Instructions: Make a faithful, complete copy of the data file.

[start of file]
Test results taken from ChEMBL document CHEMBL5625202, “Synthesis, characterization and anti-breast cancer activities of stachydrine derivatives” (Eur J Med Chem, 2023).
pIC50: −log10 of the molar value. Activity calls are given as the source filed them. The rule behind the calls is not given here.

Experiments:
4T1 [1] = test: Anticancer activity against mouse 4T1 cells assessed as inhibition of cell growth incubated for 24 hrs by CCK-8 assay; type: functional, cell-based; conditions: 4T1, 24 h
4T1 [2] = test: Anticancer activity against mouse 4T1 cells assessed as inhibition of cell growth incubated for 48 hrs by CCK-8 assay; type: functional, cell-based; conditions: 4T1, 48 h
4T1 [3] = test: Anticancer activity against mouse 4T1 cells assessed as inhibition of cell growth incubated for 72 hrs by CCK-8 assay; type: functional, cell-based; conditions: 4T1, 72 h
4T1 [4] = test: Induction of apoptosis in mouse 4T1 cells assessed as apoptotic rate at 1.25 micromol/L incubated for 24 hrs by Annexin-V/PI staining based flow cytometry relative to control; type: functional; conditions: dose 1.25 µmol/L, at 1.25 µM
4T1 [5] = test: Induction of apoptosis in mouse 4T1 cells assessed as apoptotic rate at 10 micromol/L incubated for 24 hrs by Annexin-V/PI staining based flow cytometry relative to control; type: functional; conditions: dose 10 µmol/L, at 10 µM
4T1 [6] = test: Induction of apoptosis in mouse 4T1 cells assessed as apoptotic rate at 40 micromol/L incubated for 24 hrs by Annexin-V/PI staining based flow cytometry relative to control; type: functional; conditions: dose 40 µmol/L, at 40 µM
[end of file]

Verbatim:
Test results taken from ChEMBL document CHEMBL5625202, “Synthesis, characterization and anti-breast cancer activities of stachydrine derivatives” (Eur J Med Chem, 2023).
pIC50: −log10 of the molar value. Activity calls are given as the source filed them. The rule behind the calls is not given here.

Experiments:
4T1 [1] = test: Anticancer activity against mouse 4T1 cells assessed as inhibition of cell growth incubated for 24 hrs by CCK-8 assay; type: functional, cell-based; conditions: 4T1, 24 h
4T1 [2] = test: Anticancer activity against mouse 4T1 cells assessed as inhibition of cell growth incubated for 48 hrs by CCK-8 assay; type: functional, cell-based; conditions: 4T1, 48 h
4T1 [3] = test: Anticancer activity against mouse 4T1 cells assessed as inhibition of cell growth incubated for 72 hrs by CCK-8 assay; type: functional, cell-based; conditions: 4T1, 72 h
4T1 [4] = test: Induction of apoptosis in mouse 4T1 cells assessed as apoptotic rate at 1.25 micromol/L incubated for 24 hrs by Annexin-V/PI staining based flow cytometry relative to control; type: functional; conditions: dose 1.25 µmol/L, at 1.25 µM
4T1 [5] = test: Induction of apoptosis in mouse 4T1 cells assessed as apoptotic rate at 10 micromol/L incubated for 24 hrs by Annexin-V/PI staining based flow cytometry relative to control; type: functional; conditions: dose 10 µmol/L, at 10 µM
4T1 [6] = test: Induction of apoptosis in mouse 4T1 cells assessed as apoptotic rate at 40 micromol/L incubated for 24 hrs by Annexin-V/PI staining based flow cytometry relative to control; type: functional; conditions: dose 40 µmol/L, at 40 µM